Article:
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August 21, 2010 at 3:00 PMComments: 1 Faves: 0

Why Dogs Need a Grain Free Diet

By Jeany Miller More Blogs by This Author

Grain free diets encompass the belief that dogs need the same well-balanced nutrition as humans. This means eating foods rich in a variety of nutrients, all of which provide benefits to the body. For dogs, grains are simply not a nutritional requirement. Canines living in the wild primarily eat protein in the form of other animals. A grain free diet does not encourage such with domestic dogs, but rather promotes ingestion of human-grade protein with alternative carbohydrates, fruits and vegetables.

Grains and Commercial Pet Foods

Grains become problematic for dogs when they are found in the following forms:

  • Not ground whole within the food itself
  • Of sub-standard grade or inorganic
  • As the most prominent ingredient in commercial dog foods

Grains largely compose commercial dog foods because they are economical and easily obtained. Pet owners can determine if a grain product is the foremost ingredient in their dog's food by simply reading the ingredients. That item listed first is the one with the greatest content. Veterinarians recommend that a protein source, such as poultry or fish, hold the top spot in pet foods. The grain free diet is a safe alternative to many commercial foods with high contents of grains like cereal. Through such a diet, dogs receive nutrition in a form that is easily digestible. Conversely, fillers like soybeans, corn and wheat are omitted. Each of those food sources is strongly associated with canine food allergies and skin disorders, both of which have become more prevalent in household dogs in recent years.

The Benefits of a Grain Free Diet

According to veterinarians, grain free diets pose health benefits that extend beyond allergic reactions. Dogs are afforded complete nutrition that aids with the following:

  • Less chance of developing diabetes
  • Healthier digestive system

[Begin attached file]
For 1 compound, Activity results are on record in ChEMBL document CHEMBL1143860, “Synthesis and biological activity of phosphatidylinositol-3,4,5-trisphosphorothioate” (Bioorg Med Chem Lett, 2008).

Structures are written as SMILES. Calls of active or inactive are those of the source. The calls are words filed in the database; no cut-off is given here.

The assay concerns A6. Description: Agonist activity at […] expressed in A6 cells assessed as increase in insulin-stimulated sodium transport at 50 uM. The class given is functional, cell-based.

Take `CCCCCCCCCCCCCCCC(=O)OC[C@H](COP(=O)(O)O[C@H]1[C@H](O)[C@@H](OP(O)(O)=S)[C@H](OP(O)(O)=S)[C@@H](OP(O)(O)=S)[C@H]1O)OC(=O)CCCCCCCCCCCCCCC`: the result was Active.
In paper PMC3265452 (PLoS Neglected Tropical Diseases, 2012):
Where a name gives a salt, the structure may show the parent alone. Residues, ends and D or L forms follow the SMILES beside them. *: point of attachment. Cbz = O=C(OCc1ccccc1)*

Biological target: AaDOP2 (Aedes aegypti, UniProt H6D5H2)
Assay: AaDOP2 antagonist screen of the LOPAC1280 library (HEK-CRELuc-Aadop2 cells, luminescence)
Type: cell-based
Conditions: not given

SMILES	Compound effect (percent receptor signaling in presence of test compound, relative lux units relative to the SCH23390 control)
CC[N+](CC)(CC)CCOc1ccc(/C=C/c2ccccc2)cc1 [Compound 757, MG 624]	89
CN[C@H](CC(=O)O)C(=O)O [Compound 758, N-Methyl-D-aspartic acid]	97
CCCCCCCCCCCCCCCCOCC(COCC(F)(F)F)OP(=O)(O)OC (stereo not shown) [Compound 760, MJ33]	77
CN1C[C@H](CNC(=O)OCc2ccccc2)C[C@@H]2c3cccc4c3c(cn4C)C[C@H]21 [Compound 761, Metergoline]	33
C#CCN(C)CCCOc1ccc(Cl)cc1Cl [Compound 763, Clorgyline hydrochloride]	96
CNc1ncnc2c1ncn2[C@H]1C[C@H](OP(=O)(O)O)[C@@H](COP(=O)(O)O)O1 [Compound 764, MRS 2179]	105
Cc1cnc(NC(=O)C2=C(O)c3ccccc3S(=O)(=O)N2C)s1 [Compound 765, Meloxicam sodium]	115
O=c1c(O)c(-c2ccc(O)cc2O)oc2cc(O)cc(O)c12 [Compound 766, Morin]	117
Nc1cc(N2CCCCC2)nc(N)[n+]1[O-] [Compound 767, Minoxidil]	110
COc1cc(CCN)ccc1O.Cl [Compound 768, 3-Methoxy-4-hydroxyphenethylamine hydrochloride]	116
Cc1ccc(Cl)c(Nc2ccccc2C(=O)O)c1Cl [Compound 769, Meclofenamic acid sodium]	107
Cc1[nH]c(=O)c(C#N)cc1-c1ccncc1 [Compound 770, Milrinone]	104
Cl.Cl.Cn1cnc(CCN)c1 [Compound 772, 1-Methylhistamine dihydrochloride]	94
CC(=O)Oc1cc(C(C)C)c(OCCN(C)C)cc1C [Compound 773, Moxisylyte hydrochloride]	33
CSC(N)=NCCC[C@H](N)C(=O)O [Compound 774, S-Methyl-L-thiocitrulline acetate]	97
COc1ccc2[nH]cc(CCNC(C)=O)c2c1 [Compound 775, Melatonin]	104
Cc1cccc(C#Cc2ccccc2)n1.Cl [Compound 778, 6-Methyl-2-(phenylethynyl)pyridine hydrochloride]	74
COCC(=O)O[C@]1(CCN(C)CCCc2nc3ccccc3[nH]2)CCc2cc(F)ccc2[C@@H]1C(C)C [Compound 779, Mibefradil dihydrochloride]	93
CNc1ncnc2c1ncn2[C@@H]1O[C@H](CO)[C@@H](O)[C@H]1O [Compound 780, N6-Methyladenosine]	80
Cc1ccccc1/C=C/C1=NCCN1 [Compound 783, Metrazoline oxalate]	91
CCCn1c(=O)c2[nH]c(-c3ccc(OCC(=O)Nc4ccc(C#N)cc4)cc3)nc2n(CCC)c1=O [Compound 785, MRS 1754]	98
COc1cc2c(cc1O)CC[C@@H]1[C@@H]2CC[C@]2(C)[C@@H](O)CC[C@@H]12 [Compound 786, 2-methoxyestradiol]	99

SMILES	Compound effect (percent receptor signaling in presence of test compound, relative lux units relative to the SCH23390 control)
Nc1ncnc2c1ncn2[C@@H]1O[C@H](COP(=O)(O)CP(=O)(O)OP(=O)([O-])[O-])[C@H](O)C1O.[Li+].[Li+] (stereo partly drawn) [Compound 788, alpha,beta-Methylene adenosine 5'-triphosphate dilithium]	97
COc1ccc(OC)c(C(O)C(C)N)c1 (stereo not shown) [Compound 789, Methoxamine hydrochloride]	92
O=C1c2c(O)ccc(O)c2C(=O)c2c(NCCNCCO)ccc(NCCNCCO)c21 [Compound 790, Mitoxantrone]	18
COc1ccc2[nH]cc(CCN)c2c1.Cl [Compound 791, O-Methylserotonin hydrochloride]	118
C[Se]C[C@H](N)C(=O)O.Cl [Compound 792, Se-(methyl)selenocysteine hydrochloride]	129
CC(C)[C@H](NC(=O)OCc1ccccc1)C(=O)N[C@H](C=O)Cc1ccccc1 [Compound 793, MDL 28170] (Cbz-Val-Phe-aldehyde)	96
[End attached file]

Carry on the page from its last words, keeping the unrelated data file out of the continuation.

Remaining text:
• Increased levels of energy
  • Improved appearance of coat and eyes
  • Strong muscle development
  • Weight management

The reality is that dogs cannot properly digest foods like corn and cereal. First and foremost, canines have a much shorter intestinal tract than humans. Thus, the time required to break down grains is simply not available to dogs. Moreover, dogs do not produce the required enzymes to efficiently digest grains. When undigested grains begin to accumulate, dogs are at risk for becoming obese and acquiring dangerous food allergies. Further complications may also ensue, leaving a dog in poor health and malnourished. Biological studies indicate that canines were designed, however, to digest diets high in protein, vitamins and minerals.

Safe, Grain Free Foods

To promote a dog's sound health, grain free diets are readily available and easily achieved. While some commercial dog foods offer grain free formulas, these should be regarded with care. Labels are often confusing and inaccurate without being entirely dishonest. The best alternative for concerned pet owners is to begin a homemade and grain free regimen. Foods based on human-grade meat, fruits and vegetables are the most viable options for dogs. In this regard, a grain free diet often looks like a raw food diet. Both of these regimens offer untold benefits to dogs and deter from serious health complications. However, a grain free diet needs neither to be served in raw form nor include meaty bones. When pet owners decide to undertake a homemade regimen with dogs, they must have knowledge of the required nutrients and portion sizes. This is crucial to ensuring the success of a grain free diet where protein is the primary ingredient, and nutritional carbohydrates are included in a form that helps dogs rather than inhibits them.


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1 Comment

  • Excellent article Grain-Free foods are more biologically appropriate for dogs and cats than foods that include grains. Grains include corn (maize), rice, wheat, barley, sorghum, millet, oats, and rye. Grains are complex carbohydrates that break down into sugars in the digestive system. Sugars don’t stick around for long in the body; they must be used or converted into fat quickly. Since animals do not use all of the energy they consume instantly, their bodies convert this excess sugar to fat. This can lead to obesity. A grain-free food has far fewer carbohydrates than a food that include grains. This means that instead of a sugar rush, your pet breaks down fat for energy throughout the day. This leads to a pet that keeps a stable weight.

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